A new report from the KPMG/Ipsos Retail Think Tank discusses this shift, and trade bodies and retailers are often referring to the trend, but is there evidence that supports this theory?
Using data from the Office of National Statistics (ONS) and GlobalData we can see that over the past decade (2008-2018) consumers have spent an extra £150 billion on leisure activities, but only £50 billion more in retail. And in retail, the majority of this increased spending has gone on food, which is an unavoidable spend as it is a necessity to live.
It is in the discretionary non-food sectors that retail is losing out. Over the decade just £11.6 billion extra was spent on non-food products, and with only marginal price inflation, it is the increase in population that is driving growth while spend per head growth is negative.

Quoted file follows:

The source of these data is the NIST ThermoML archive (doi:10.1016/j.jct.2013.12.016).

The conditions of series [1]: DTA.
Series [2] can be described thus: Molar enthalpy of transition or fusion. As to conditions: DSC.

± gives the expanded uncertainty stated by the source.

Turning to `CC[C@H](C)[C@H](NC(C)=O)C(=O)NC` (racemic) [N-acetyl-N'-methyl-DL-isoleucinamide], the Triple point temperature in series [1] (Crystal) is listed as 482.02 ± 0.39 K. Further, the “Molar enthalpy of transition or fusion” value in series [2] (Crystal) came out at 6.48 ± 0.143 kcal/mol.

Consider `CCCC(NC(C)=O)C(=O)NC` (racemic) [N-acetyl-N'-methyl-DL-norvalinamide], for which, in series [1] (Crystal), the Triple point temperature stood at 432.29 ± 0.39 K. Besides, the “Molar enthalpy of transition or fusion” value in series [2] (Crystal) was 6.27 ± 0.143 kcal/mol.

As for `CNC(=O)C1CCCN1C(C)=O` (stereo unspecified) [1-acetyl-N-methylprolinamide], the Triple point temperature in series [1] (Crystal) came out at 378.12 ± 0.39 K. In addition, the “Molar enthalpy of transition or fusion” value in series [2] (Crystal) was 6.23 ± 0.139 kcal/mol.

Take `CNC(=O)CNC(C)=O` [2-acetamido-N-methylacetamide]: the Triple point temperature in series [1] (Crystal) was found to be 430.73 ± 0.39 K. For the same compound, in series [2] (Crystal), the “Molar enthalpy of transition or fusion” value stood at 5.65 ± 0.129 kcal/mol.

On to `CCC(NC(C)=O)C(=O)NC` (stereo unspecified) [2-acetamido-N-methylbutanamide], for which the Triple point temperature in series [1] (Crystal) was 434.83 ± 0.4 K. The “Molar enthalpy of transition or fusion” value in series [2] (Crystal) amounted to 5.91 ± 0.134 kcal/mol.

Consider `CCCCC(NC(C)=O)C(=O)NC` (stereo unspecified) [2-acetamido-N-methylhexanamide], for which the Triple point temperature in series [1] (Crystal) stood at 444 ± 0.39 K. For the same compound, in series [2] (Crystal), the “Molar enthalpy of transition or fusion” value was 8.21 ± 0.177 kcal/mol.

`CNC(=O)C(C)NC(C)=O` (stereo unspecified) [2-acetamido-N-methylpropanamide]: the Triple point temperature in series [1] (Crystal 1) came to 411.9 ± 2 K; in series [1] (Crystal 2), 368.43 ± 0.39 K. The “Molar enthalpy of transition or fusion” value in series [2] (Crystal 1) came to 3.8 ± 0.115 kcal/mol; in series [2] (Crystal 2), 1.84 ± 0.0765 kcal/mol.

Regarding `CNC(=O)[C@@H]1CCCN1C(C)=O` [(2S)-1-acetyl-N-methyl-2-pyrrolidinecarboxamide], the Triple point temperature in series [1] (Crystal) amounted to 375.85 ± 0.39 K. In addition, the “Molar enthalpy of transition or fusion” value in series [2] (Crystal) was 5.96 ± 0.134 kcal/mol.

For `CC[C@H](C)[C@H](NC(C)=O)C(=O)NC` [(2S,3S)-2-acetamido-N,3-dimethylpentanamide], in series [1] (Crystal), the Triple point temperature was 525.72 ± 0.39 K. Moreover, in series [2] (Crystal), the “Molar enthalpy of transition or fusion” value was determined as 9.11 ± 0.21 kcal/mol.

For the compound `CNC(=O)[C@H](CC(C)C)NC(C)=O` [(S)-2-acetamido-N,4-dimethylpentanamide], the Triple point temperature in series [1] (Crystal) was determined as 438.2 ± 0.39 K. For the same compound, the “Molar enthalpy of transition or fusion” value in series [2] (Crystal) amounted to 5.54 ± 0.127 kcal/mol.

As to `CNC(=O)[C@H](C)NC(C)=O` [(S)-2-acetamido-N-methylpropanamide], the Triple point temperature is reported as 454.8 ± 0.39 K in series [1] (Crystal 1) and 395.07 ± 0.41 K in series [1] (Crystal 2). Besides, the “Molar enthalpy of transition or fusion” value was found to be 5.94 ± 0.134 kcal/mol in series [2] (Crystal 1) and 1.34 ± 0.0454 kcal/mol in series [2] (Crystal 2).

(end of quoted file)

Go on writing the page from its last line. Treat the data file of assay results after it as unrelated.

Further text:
Therefore, there is good reason for retailers to be introducing leisure experiences into their stores as they seek to drive footfall and give consumers a reason to visit a physical store rather than resorting to the convenience of online shopping. But this does require retailers developing new skills – or outsourcing to specialists in order to introduce these complementary services. And they still have to invest in their stores and staff, and produce compelling products and propositions in order to benefit from the cross-selling opportunities they hope to create in this scenario.